Peregrine Falcon Facts
|Size||13.7-20 in (35-51 cm); 31-45 in (79-114 cm) (wingspan)|
|Speed||Up to 200 mph (322 km/h) (nosedive)|
|Weight||1.2-2.9 lb (0.55-1.3 kg)|
|Predators||Predators, other birds of prey|
|Scientific name||Falco peregrinus|
|Characteristics||Tthe fastest bird in the world|
Peregrine falcons are the fastest animals in the world. They can reach a speed of 322 km/h in a nosedive. This is faster than most cars. You could call them the cheetahs of the air.
From here you find facts written by animalfunfacts.net fan Naima
Anatomy and Appearance
You can recognize them by their angular wings and patterned bellies. Their beaks are yellow and easily recognized from below.
Distribution and Habitat
Peregrine falcons are very adaptable and live almost everywhere, no matter how hot or cold. You can find them in hot deserts, the tundra, mountains or the coast. There’s almost no other bird of prey that’s as widely spread as the peregrine falcon. But ...
The peregrine falcon catches its prey mid-flight. But they give them a whack first. Yes, really! This stuns, if not kills, the animal. Then the peregrine falcon snaps the animal up in the air or grabs it from the floor. It uses its crooked but very sharp beak to rip the feathers from its prey before eating.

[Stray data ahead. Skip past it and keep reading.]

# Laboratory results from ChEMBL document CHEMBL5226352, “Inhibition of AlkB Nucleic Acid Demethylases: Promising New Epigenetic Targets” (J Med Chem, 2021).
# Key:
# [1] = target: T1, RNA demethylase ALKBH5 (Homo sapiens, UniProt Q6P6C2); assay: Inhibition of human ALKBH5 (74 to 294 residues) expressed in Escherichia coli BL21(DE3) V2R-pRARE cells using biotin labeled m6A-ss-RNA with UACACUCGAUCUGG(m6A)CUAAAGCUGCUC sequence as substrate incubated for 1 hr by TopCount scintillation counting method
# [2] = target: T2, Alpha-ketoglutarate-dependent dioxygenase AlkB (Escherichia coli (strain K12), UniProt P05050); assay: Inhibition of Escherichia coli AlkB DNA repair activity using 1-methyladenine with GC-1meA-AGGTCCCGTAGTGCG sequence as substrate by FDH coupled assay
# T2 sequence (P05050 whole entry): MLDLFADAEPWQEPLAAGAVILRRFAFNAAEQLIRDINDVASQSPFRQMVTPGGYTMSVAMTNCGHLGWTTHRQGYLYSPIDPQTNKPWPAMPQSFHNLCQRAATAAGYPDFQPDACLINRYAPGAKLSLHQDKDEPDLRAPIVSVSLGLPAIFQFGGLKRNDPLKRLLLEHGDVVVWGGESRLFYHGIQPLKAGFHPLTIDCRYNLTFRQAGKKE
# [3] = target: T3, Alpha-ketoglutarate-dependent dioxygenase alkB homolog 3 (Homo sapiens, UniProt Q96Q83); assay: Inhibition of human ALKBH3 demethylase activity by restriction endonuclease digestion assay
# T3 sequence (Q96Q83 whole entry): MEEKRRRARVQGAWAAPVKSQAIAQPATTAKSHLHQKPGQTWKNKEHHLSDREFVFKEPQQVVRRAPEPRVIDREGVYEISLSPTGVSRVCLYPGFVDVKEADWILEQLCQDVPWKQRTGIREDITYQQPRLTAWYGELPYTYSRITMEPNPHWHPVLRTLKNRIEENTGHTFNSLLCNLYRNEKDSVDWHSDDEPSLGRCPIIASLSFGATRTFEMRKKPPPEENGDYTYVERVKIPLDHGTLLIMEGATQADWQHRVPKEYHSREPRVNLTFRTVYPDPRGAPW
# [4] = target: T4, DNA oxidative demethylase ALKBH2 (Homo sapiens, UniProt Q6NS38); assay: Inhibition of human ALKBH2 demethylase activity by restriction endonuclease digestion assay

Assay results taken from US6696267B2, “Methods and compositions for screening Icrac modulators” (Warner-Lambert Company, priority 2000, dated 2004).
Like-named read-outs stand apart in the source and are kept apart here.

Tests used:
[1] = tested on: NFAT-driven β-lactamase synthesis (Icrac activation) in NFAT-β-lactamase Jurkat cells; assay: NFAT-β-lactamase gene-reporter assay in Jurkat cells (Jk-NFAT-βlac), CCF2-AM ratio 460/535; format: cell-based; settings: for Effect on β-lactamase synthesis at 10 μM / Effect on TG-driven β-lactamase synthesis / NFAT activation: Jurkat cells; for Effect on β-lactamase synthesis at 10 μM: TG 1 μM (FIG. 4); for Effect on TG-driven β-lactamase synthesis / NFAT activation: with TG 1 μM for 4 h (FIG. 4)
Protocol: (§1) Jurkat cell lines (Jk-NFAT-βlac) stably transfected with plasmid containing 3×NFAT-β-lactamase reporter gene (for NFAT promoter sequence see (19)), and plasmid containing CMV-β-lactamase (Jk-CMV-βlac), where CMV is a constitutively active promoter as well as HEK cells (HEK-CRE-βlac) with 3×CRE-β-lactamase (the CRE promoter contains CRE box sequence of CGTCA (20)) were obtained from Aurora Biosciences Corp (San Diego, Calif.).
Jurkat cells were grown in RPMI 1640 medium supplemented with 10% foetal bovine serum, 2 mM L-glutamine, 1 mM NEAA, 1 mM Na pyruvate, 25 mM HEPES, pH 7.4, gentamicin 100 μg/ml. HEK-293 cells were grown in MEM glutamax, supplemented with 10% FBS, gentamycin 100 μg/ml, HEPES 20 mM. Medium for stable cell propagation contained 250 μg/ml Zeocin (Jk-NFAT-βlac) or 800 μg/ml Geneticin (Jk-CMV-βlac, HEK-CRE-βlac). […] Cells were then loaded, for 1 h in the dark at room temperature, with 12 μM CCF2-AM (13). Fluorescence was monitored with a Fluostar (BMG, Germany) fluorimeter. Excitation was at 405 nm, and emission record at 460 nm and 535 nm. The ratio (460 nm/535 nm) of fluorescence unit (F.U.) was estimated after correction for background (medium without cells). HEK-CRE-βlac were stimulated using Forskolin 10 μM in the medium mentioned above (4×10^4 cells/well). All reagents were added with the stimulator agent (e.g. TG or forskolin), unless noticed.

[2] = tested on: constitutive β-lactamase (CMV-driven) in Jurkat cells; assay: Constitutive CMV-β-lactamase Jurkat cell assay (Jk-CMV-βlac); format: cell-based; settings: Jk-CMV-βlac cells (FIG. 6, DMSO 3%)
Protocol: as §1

Peregrine Falcons can stay still in the air as they watch prey from above. This is called hovering flight. There are only very few birds of prey that can do that.
Enemies and Threats
The peregrine falcon nearly died out. In the middle of the twentieth century, there were only a few breeding pairs left and the bird nearly died out. This was down to the notorious pesticide DDT. It made the peregrine falcon’s eggshells too thin, and the chicks died. Thankfully, the peregrine falcon was declared endangered. Birds were bred and then released into the wild. Today, there are 10,000-100,000 animals, and they are no longer considered endangered.
Young peregrine falcons are fluffy and white. They open their eyes on the fourth day. After one year, the young are ready to breed and can lay two to four eggs.
This fact sheet was submitted by animalfunfacts.net fan Naima. Thanks!